tx-logging vs. redundancy for databases

Martin Drautzburg martin.drautzburg at web.de
Fri May 14 07:08:03 UTC 2004

Chris Muller <afunkyobject at yahoo.com> writes:

> > When the memory content was lost, Oracle replays the redo log entires
> > that have a larger system change number (SCN) than the database
> > files. This is done in two phases: first ALL changes are applied (roll
> > forward) and then transactions that lack a commit are undone (roll
> > back) in the usual way using rollback segments..
> When memory was lost, why does it bother to apply any of the changes without a
> commit in the first place?  Couldn't it just skip them entirely and only apply
> those that were written wholly?

I believe this is because you need the before-images stored in the
rollback segments. If a sequence of changes is logged but the commit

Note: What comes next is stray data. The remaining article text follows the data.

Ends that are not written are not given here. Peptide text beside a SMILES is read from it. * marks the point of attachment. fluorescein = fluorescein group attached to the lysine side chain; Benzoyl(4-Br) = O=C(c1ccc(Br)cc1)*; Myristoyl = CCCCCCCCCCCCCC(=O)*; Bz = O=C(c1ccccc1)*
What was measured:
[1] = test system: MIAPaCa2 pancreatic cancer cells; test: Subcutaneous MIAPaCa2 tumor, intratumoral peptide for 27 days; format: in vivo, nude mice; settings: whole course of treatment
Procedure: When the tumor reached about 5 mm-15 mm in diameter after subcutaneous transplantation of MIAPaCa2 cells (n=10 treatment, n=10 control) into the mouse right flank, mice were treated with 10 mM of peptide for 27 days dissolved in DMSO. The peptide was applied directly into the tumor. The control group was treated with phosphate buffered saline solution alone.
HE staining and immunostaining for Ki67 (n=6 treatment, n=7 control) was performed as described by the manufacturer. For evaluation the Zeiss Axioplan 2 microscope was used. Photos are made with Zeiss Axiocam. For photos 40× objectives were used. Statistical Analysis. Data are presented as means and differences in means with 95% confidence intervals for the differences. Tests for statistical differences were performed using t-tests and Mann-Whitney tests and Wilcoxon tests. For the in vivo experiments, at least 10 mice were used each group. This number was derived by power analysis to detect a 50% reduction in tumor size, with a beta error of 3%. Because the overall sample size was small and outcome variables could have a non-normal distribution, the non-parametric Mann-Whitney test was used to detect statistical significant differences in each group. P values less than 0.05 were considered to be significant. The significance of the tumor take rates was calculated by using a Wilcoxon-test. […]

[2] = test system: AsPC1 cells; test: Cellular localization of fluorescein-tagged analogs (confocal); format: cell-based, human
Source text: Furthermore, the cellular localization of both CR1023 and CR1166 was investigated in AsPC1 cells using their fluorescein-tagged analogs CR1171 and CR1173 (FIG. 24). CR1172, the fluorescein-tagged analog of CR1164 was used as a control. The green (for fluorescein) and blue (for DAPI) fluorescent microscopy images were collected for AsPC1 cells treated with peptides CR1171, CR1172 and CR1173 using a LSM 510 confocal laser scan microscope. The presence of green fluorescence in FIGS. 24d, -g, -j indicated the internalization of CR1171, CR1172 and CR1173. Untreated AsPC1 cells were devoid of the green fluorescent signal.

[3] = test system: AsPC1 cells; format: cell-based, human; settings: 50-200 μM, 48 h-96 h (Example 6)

is not logged, you cannot simply ignore these changes, but you have to
roll back in order to restore the before-images. You could possibly do
this by looking ahead in the redo log and implement some smart
algorithm, but in any cases it is more than simply ignoring them. It
is probably easiest to simply use the regular mechanism to replay the

Also bear in mind that writing redo-logs in not *that* expensive,
because they are written sequentially when the redo log buffer is
flushed and no random seeks are required.

Another interesing topic is hot backups. In that case oracle freezes
the database files and *only* writes to the redo-logs (they are the
real thing). If oracle has to flush blocks from the buffer cache
during a hot backup it flushes these blocks to the redo log and not to
the database file. In a way it logs the flushing of the buffer cache
during a hot backup.

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